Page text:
Trausti survives the assassination attempt, but Isold dies. Another cycle of revenge starts, but this one is also faith-based. Even though Trausti, being the child of both a pagan Viking and a Christian mother, asks Odin to help Christ to help him defeat his foes, it’s clear that his belief represents a more true version of Christianity, while the hypocrytical Bishop and his evil family are the kind of greedy representatives of Church Martin Luther would turn against in about 500 years (In the Shadow of the Raven takes place in 1077).
Earlier in the film, Isold was presented amidst Mary, mother of Christ, imagery, but Trausti is neither Joseph or Christ. He may present the true faith, his idea of forgiveness for the man who killed Isolde, when the killer truly repents (as evidenced by an earlier church scene in which he asks Christ for forgiveness), is “I’ll forgive you when your dead.” Before killing him and then burning down the richly decorated church of the Bishop. It’s clear this film was made in a country long defined by Lutheran religion, that has no patience for the Catholic Church that was the only church in the time of its setting.
The White Viking, the third film in the trilogy, deals even more explicitly with religion. In the 999, King Olav of Norway is a fanatical Christian who aims to rip out the old Norse beliefs by the roots: either converse to Christianity, or die by fire or torture. He things he hears the voice of Jesus, though he calls him White Christ for some reason. The image he prays to is a Christ made from white wood, with a literally bleeding heart. He attacks a celebration of Odin, but instead of killing the man responsible he takes his daughter Embla hostage. He forces both her father and her betrothed lover to convert to Christianity, and spread the good word in Iceland, threatening to kill Embla if they don’t.
In reality, however, the king has fallen for Embla. The fact that she refuses Christianity and finds every Christian loathsome splits his soul, since he wants to marry her but also believes he can’t do until she converts. So he puts her in a convent, where woman are tortured into conversion and some strange sexual perversions seem to take place. Embla is pregnant with her pagan lover’s child, and since it was born ‘in sin’ the baby is taken away and killed immediately after its birth.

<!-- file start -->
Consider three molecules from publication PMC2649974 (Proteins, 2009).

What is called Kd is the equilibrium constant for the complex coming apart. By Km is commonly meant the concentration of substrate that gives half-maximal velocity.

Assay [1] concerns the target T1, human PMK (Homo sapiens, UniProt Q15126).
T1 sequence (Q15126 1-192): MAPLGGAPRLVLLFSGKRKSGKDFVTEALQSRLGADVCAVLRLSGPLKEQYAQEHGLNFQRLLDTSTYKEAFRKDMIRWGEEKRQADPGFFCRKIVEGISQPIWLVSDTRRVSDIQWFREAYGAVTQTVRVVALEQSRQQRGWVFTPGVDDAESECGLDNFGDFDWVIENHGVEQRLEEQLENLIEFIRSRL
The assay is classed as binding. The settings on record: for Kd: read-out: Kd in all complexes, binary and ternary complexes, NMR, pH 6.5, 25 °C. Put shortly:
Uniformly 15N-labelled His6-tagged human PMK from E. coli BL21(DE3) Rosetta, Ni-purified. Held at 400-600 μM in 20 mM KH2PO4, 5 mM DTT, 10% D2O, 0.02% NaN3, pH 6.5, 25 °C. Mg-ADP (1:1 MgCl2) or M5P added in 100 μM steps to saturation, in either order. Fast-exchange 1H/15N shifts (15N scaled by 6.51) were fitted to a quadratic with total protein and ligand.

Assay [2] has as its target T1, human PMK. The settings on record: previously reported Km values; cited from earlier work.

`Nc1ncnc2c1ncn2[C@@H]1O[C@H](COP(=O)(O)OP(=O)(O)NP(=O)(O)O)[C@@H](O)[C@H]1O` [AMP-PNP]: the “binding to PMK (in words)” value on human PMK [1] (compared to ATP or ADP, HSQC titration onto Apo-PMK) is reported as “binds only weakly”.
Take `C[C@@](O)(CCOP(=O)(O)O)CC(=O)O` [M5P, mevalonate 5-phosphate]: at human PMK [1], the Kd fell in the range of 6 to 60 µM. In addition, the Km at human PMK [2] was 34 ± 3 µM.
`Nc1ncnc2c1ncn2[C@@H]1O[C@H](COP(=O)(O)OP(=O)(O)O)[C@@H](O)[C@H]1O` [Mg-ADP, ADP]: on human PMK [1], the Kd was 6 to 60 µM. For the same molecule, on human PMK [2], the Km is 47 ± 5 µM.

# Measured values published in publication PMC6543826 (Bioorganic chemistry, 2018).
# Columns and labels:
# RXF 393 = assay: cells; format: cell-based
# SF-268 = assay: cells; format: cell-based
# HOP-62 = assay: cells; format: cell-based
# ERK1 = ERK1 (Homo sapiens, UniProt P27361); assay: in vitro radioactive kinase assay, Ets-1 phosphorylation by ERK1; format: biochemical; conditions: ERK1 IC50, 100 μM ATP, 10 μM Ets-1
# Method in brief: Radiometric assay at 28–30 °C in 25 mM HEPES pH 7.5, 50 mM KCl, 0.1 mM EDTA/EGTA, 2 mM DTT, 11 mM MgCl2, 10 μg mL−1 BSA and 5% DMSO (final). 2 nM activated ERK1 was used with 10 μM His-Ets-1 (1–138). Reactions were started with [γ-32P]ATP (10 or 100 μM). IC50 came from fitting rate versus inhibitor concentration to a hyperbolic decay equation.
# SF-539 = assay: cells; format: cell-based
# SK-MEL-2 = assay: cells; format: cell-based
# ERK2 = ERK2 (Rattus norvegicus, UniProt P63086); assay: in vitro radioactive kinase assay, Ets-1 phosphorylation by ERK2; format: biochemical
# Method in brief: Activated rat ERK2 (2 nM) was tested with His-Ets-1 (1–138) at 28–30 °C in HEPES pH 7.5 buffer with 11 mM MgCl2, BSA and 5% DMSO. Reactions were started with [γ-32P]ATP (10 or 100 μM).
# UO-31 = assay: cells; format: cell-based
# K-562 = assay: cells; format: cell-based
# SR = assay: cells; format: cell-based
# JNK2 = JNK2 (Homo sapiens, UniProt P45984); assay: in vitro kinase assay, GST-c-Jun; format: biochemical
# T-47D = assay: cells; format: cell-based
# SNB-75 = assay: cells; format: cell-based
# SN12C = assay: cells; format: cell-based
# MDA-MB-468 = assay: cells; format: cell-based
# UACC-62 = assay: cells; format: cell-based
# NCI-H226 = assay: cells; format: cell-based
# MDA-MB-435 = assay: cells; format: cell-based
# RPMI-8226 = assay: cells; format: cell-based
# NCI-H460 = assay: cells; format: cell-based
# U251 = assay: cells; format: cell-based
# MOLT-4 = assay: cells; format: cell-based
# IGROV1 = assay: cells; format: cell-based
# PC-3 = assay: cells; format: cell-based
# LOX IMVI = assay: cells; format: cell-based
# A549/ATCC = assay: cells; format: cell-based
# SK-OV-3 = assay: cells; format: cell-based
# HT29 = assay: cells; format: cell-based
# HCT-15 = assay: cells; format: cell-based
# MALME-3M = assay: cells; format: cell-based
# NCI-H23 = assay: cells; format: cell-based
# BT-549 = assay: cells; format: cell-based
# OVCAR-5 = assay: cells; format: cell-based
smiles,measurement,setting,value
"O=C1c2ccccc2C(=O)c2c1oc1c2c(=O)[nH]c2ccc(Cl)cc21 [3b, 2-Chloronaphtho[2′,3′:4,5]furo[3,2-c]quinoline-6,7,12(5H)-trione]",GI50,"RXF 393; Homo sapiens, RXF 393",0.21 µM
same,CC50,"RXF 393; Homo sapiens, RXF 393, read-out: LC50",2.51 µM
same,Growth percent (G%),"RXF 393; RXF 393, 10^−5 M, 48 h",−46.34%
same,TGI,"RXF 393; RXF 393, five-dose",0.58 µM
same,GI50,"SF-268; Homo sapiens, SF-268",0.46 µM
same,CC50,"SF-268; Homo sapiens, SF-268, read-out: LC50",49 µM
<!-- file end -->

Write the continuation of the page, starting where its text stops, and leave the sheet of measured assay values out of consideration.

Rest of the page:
Early Christianity is presented here as something truly violent and deranged, void of humanity or compassion and represented by crazy fanatics. At the same time, King Olav is a fantastically odd creature. His version of “White” Christianity is utterly bizarre, so strange that at some point his insanity drives his priest to also pray to Odin, just to hedge his bets if this king is wrong. Also, he has only one eye and keeps crows as much beloved pets, two hints that he might be Odin. The White Viking is the only film of the three in which Christianity doesn’t triumph. Embla is never converted and manages to escape from Olav’s imprisonment, Askur survives with Freya’s protection. In an odd ending Olav gives up on trying to convert them and lets them be.
Together, all three films present a vision of early Christianity as mostly hypocritical and at best just as violent and vengeful as the Viking customs it clashes with, despite the lip service that these Christians pay to Christian concepts such as forgiveness and peaceful coexistence. Amidst a lot of Church burning, one thing becomes clear: the only way the Vikings could be conquered by Christ is to meet the violence and fury of their gods with an even greater furious anger. With the only real apparent difference being that the Viking beliefs are more honestly violent.